One of the things that often happens in the accounting department is the so-called “innovations” in finance. Financial engineering was en vogue pre-financial crisis. This always made me laugh as it is bullshit and eight-tenths fraud. Earnings manipulation is real and has been with us since the dawn of trade. The oldest error detection tool is double entry bookkeeping. This has been with us since the 11th century and in daily use since the 15th century. Wherever there are people and money, controls are needed.

The incentives on management to dress things up can lead people to get distracted, to try and show that they’re making more money than they really are. Certain treatments of accruals, pre-payments, CAPEX, depreciation, inventory, income, or warranty claims can all manipulate the image of how well the business is doing. Any leader or accountant can dress these numbers up any way they like, but in the end, good business is good business.

Cash is cash. If cash isn’t coming in, or cash is going out too fast, you’re screwed.

Photo by Rick Tap on Unsplash

Manipulating the balance sheet is so easy, and hard for many to avoid the temptation and seduction of monkeying with the numbers. However, if more people applied Benford, Beneish or irrational number tests (preferably a combination of all) to balance sheets, fewer frauds would go undetected as these tools see right through the veneer of numbers and structures that are the function of a human mind rather than a function of operations and activity. Numbers just don’t lie, people do.

No matter what you do, these tricks are only short-run solutions. The message here, really, is don’t get distracted by the numbers and don’t think that somehow, something new is better than good old fashioned business and good old fashioned accounting and cash management. That is, paying customers and cash in the till, all day, every day. It’s a simple matter of honesty and integrity.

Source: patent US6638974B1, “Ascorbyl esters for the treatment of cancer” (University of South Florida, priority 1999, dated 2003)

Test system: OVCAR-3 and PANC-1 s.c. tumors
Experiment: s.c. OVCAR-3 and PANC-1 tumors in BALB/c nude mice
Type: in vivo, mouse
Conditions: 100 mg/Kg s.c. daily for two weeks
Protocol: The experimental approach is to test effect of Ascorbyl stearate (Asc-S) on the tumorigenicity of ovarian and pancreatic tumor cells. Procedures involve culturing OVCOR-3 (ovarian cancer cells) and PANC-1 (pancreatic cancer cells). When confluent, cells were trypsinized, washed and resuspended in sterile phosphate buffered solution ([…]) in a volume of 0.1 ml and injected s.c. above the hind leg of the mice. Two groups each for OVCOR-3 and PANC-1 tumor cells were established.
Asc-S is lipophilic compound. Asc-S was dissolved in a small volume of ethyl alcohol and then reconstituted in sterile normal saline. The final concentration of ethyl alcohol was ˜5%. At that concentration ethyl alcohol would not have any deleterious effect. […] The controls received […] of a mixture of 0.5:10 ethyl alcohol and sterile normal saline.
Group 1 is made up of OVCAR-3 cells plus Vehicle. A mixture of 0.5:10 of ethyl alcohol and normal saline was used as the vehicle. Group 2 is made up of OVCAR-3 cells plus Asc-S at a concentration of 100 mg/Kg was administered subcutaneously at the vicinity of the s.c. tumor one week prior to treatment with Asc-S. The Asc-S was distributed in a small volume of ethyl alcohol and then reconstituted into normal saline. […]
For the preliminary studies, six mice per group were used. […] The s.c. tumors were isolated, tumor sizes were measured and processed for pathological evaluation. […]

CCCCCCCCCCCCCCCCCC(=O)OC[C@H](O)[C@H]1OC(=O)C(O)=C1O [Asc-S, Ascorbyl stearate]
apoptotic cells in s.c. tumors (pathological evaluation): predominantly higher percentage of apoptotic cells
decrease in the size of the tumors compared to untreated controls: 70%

Your business needs cash; cash is everything and when you’ve got profits and you’ve got cash in the bank, you’re in good shape. That’s a simple measure for success (the other is paying taxes). If you’re trying to play games because you don’t have that cash, then no matter what you do, the cash won’t magically appear. One of my first customers used to say that to have a business you do not need an office, you do not need a factory, or a desk, a name or logo. You need a customer. When you have a customer, you have a business. Good business is very simple — it has a purpose and purpose transcends money.

Even if you’re not currently making an accounting profit, but you’re generating cash, you’re in good shape. The key is to keep your mind focused on paying customers, making sure they are sticky and you are creating new ones. As Peter Drucker said, our only purpose [in business] is to create a customer.

Founder and CEO of Datum Alloys, Ben is a dedicated innovator and thought leader in the tech world seeking straightforward solutions for industry needs.

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Data Driven Investor

from confusion to clarity, not insanity

Ben Scott

Written by

Ben Scott

Founder and CEO of Datum Alloys, Ben is a dedicated innovator in the tech world seeking straightforward solutions for industry needs.

Data Driven Investor

from confusion to clarity, not insanity